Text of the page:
South Korea to Send Its First Mission to the Moon

The unmanned spacecraft will launch next week and begin to orbit the moon in mid-December

The spacecraft will study the moon for at least a year. Roberto Machado Noa/Getty Images

On Tuesday, August 2, a South Korean spacecraft carrying scientific instruments will launch from Cape Canaveral, Florida, and begin charting a course to the moon.

The spacecraft is expected to arrive at its destination in mid-December and enter an orbit about 100 kilometers above the lunar surface, where its instruments will study the moon for at least a year, reports ScienceInsider’s Dennis Normile.

The probe is expected to measure the magnetic force above the moon’s surface, search for the presence of water ice, uranium, helium-3, silicon and aluminum, and map the surface topography to find landing spots for future missions, writes’s Leonard David. The spacecraft carries “a cadre of instruments that will yield important information about the Moon,” Clive Neal, a lunar scientist at the University of Notre Dame who is not involved in the mission, tells ScienceInsider.

South Korea will become just one of a handful of countries to have sent a mission to the moon. “Everybody is so happy and excited,” Kyeong-ja Kim, a planetary geoscientist at the Korea Institute of Geoscience and Mineral Resources in Daejeon, and principal investigator for one of the craft’s instruments, tells Nature News Smriti Mallapaty.

“It’s just so cool to see more and more countries sending up their own orbiters and adding to the global understanding of what’s going on on the moon,” Rachel Klima, a planetary geologist at the Johns Hopkins University Applied Physics Laboratory in Laurel, Maryland, who is part of the research team, tells Nature News.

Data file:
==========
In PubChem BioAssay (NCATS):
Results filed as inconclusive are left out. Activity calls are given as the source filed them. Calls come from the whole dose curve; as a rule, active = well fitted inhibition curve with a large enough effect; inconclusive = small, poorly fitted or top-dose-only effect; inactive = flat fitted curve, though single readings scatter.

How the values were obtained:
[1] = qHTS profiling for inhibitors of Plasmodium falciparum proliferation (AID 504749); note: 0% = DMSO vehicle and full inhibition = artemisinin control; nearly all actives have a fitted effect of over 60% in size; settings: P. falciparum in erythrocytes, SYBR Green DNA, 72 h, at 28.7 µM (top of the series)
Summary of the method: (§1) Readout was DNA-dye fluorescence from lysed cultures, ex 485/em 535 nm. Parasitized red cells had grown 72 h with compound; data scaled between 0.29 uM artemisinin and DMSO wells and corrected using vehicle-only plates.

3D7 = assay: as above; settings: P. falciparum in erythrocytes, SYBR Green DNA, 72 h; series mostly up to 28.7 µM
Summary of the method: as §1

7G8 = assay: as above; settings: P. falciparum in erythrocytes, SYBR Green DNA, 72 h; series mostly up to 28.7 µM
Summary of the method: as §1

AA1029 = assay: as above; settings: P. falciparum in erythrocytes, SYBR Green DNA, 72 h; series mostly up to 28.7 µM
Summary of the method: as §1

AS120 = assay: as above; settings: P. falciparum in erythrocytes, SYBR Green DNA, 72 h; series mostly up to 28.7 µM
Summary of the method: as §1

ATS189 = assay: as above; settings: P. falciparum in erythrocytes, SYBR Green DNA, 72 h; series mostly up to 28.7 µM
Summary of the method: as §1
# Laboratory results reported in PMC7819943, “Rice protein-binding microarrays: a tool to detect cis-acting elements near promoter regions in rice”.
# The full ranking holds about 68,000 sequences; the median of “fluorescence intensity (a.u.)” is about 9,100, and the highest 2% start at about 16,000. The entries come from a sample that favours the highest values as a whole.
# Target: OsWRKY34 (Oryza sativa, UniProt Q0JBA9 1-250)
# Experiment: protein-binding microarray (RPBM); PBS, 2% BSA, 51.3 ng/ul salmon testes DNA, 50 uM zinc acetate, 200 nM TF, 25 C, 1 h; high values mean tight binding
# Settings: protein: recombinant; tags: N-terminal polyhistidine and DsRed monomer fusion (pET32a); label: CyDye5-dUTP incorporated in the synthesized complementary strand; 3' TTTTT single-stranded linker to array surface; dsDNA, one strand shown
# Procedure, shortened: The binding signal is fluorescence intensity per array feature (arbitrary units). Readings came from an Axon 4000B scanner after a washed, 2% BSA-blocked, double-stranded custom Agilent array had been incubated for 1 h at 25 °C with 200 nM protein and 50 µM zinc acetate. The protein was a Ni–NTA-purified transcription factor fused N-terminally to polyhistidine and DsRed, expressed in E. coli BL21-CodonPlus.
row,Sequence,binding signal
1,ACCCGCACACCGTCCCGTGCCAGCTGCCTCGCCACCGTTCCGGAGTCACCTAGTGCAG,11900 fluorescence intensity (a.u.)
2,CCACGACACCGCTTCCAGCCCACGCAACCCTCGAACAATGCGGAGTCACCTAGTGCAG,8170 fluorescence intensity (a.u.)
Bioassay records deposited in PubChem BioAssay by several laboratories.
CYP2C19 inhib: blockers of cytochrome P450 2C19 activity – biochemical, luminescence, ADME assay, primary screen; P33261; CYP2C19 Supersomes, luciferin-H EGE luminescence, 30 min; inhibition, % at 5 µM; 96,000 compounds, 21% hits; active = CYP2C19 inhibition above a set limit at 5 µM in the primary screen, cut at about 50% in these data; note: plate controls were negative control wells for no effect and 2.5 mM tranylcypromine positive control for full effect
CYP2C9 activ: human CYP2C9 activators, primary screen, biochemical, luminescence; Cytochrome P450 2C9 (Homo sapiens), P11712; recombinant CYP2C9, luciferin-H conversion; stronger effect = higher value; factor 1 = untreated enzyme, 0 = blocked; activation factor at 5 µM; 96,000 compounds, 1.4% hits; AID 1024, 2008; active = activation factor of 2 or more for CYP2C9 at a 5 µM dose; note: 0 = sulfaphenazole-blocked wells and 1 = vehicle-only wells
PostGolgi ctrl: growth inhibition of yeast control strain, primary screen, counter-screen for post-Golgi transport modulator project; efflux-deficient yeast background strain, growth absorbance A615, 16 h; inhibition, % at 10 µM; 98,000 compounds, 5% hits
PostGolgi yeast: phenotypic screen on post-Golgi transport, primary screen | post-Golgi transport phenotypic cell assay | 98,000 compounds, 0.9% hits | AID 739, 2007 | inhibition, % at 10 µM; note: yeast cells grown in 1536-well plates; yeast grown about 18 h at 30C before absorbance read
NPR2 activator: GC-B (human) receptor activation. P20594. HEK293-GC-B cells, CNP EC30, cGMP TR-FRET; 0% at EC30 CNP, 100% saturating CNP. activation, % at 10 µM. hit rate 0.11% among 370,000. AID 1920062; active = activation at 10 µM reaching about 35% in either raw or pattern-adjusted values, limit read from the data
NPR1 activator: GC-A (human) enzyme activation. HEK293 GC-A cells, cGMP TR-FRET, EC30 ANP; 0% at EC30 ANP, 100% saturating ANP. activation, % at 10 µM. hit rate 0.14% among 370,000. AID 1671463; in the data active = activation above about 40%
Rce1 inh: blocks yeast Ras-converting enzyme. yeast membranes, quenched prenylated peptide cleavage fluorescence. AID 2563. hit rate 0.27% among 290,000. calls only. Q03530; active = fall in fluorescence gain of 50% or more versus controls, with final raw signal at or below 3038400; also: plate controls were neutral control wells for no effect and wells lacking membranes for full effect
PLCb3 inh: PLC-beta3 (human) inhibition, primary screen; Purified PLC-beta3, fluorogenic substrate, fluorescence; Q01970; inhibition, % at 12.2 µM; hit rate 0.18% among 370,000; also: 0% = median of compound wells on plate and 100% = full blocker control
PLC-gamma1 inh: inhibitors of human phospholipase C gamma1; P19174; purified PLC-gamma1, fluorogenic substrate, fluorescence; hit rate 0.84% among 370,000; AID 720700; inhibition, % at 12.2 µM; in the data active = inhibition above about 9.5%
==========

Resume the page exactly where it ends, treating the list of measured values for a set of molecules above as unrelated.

The craft’s Wide-Angle Polarimetric Camera (PolCam) will contribute to estimates for when surface impacts and geological processes took place by gauging the angles at which light bounces off lunar surface particles, a measurement process called polarimetry. The polarimetry reveals the size of the particles to scientists, which in turn indicates how long a particular crater or surface feature has existed, per ScienceInsider.

“We were surprised to learn that no previous mission has done lunar polarimetry from a lunar orbit,” Chae Kyung Sim, a planetary scientist at the Korea Astronomy and Space Science Institute and a member of the project’s principal investigator’s team, tells ScienceInsider.

“It’s a ground-breaking instrument,” William Farrand, a planetary geologist at the Space Science Institute in Boulder, Colorado, tells Nature News. Farrand will be studying the data and hopes the probe’s measurements of volcanic ash can help scientists learn about lunar volcanic eruptions.

Some parts of the moon don’t receive any sunlight, which of course makes them challenging to image. ShadowCam, the one NASA instrument on the mission, will search for evidence of water ice at the moon’s poles and determine how future rovers might traverse craters and depressions on the surface, per

“ShadowCam will peer into the moon’s deeply shadowed areas to provide the first ever high-resolution look into lunar permanently shadowed regions,” Prasun Mahanti, deputy principal investigator for ShadowCam at Arizona State University in Tempe, tells

“There’s a treasure trove of solar system data locked away in the layers of the permanently shadowed craters,” Klima tells ScienceInsider.

The craft’s instruments will also measure magnetism at the moon’s surface. The moon’s core once generated a magnetic field almost as strong as the Earth’s, and scientists hope to use the magnetism data to understand how it could have done so, per Nature News.

South Korea aims to land a spacecraft on the moon by 2030, according to Nature News. And more missions from other countries are soon to come. The United States, Japan, Russia and the United Arab Emirates all have at least one moon mission scheduled to launch before the year’s end, per ScienceInsider.

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